Walking up to 2 miles throughout the day; flat terrain, busy sidewalks; periods of standing up to 1/2 hour at a time.
At the hotel, we'll enjoy a buffet featuring Mexican and international cuisine including a variety of hot dishes, bread, pastries, yogurt, fruit, plus coffee, tea, juice, water.
Orientation: 8:30 a.m. The Group Leader will greet everyone and lead introductions. We will review the up-to-date program schedule, discuss roles and responsibilities, logistics, safety guidelines, emergency procedures, and answer questions. All transportation will be provided via bus unless specified otherwise. An instructor will conduct all sessions in the classroom; a certified expert will lead field trips and excursions. Periods in the schedule designated as “Free time” and “At leisure” offer opportunities to do what you like and make your experience even more meaningful and memorable according to your personal preferences. The Group Leader will be happy to offer suggestions. Program activities, schedules, personnel, and indicated distances or times may change due to local circumstances/conditions. In the event of changes, we will alert you as quickly as possible. Thank you for your understanding. Next, we’ll be joined in our private meeting room by our instructor to receive the first in a series of lectures on the history of Mexico City. Founded as Mexica-Tenochtitlan by the Mexica people in the early 14th century, it is commonly referred to as Tenochtitlan. According to Mexica mythology, they were signaled by their principal god Huitzilopochtli to build their home where they saw an eagle resting on a cactus with a snake in its beak. For nearly two centuries, the city prospered and expanded as the capital of the Aztec empire, until falling to Spanish conquest in 1521. Leaving the hotel, we’ll walk to The Templo Mayor, which was the site of the main temple of Tenochtitlan and regarded as the center of the world by the Aztecs. It was dedicated to Huitzilopochtli, the god of war, and Tlaloc, the god of rain and agriculture. After seeing the ruins, we will then walk to the Templo Mayor Museum, which holds some 7,000 pieces recovered during excavations of the site.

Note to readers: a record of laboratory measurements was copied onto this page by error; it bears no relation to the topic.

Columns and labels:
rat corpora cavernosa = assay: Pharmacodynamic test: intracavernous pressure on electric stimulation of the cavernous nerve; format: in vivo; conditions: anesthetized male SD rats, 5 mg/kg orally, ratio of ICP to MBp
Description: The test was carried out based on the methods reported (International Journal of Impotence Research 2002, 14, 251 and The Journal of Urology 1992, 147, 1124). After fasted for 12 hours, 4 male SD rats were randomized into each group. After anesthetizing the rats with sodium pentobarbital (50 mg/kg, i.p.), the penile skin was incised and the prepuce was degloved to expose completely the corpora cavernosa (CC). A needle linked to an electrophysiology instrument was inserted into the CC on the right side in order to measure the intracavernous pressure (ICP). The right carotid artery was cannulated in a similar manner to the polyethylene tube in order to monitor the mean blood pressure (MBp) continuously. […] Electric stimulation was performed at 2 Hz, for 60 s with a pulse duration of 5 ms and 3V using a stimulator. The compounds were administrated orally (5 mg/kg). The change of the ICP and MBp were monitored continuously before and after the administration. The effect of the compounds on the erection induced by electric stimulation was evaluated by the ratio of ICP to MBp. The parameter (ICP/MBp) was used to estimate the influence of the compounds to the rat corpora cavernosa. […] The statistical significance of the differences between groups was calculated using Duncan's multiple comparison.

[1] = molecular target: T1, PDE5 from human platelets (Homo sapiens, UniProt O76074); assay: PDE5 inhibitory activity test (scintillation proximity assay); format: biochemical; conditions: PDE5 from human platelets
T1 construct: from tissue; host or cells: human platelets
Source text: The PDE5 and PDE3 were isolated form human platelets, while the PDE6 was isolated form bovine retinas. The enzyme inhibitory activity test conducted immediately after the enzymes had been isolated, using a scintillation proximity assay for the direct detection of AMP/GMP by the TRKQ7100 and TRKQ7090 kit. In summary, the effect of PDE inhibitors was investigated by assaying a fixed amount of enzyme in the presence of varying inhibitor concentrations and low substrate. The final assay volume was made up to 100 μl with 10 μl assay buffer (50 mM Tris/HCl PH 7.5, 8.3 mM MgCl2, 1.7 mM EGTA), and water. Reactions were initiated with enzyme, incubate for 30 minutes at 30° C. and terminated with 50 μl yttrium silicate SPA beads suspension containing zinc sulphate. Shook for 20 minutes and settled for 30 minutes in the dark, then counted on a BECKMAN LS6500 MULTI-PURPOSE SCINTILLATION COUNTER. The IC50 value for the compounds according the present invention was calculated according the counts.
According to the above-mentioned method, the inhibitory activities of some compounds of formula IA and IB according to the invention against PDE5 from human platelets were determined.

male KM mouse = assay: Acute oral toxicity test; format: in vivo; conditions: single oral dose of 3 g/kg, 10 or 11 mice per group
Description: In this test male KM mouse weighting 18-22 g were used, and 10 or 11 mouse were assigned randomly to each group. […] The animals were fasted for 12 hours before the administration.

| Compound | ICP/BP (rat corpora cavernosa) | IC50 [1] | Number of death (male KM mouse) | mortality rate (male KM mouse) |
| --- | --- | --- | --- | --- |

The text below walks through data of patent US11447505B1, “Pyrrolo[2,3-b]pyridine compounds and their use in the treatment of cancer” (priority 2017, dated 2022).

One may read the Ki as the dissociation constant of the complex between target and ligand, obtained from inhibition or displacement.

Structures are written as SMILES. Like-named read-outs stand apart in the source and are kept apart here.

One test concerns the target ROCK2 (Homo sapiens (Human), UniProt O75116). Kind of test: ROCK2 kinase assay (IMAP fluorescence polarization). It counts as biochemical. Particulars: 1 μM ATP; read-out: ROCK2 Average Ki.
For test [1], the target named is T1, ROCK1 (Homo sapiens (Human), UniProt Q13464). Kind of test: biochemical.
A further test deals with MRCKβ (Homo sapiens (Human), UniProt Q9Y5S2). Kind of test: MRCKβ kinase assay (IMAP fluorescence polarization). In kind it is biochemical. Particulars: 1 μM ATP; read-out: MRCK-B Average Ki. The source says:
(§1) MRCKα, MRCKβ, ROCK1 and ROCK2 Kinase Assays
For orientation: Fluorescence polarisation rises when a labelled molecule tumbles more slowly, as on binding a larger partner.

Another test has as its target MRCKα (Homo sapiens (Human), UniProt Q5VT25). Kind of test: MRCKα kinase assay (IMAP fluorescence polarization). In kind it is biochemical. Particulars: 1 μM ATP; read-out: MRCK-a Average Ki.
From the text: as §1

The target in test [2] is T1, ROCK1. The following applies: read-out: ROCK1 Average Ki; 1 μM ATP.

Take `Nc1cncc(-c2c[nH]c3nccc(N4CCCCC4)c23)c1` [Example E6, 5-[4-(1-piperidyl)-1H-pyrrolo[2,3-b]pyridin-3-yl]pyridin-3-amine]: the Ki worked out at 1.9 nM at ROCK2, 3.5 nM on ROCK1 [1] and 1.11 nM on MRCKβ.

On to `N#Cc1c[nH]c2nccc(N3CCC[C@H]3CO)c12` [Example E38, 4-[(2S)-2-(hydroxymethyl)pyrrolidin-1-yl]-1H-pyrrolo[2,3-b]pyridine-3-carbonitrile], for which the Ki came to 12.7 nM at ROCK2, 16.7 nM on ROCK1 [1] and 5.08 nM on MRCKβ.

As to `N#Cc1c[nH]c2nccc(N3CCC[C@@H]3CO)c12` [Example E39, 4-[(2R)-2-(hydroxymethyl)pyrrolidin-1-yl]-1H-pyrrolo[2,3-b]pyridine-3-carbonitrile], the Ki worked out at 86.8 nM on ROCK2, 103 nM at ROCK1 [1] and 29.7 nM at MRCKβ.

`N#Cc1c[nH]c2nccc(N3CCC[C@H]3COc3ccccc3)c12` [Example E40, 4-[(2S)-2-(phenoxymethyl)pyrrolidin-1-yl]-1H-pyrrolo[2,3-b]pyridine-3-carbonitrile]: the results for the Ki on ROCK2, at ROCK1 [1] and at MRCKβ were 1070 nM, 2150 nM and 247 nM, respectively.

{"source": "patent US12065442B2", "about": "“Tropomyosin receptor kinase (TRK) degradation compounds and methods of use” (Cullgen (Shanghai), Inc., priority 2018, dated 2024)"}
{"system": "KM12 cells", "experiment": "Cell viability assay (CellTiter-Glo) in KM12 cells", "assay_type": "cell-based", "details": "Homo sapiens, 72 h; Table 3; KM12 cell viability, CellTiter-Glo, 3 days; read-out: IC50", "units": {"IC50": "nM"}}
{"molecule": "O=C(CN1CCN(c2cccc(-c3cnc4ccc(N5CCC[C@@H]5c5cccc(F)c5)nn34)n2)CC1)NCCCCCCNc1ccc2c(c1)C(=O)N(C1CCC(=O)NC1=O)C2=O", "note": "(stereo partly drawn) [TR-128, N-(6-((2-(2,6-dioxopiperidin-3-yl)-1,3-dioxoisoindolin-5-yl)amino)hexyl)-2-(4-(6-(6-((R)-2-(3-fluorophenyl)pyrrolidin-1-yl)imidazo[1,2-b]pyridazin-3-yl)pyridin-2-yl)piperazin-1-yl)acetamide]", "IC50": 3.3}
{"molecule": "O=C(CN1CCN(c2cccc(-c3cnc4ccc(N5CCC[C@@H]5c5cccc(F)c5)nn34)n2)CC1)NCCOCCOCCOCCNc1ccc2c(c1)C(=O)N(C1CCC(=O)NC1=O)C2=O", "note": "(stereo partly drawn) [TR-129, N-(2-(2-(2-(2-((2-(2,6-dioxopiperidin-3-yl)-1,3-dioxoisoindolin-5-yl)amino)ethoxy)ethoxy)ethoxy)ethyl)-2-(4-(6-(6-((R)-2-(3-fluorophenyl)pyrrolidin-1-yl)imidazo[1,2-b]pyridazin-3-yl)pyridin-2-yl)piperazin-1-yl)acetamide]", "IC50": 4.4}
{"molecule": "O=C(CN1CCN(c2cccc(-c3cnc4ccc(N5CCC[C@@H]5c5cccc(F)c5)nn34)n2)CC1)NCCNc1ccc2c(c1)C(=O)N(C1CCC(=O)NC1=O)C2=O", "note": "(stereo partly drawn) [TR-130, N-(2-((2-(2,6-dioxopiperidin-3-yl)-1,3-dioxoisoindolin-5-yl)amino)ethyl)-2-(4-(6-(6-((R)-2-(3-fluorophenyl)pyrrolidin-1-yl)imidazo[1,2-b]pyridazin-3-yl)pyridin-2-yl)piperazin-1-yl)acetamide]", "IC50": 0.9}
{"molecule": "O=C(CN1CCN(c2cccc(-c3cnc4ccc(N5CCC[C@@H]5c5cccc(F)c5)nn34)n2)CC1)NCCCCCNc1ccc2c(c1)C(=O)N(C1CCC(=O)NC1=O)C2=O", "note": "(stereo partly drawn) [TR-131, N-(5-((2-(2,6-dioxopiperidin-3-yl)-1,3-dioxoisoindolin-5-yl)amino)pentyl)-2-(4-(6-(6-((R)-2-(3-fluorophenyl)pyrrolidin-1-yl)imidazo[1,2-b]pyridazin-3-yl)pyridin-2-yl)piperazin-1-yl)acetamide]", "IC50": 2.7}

At a local favorite restaurant, we’ll have a 3-course plated lunch with fruit water, coffee, tea, water; other beverages available for purchase.
We'll then continue our expert-led field trip at the Federal Secretary of Public Education. Built as a convent in 1594 The Incarnation Convent was one of the greatest convents in the Colonial Mexico. Today, it’s the headquarters of the Federal Secretary of Public Education with a magnificent display of work done by the master Diego Rivera, having more than three thousand square meters of mural paintings. In his murals he depicted various work activities, he paid homage to the arts, to national heroes and ideals, as well as the fertility. He developed his own concept of the transformation of the human being, he recreated various Mexican celebrations, and he elaborated scenes related to revolutionary social struggles. Back at our hotel, we will have our social hour with an opportunity to know more about our fellow travelers.
At the hotel restaurant, we’ll have a plated 3-course meal with coffee, tea, water; other beverages available for purchase.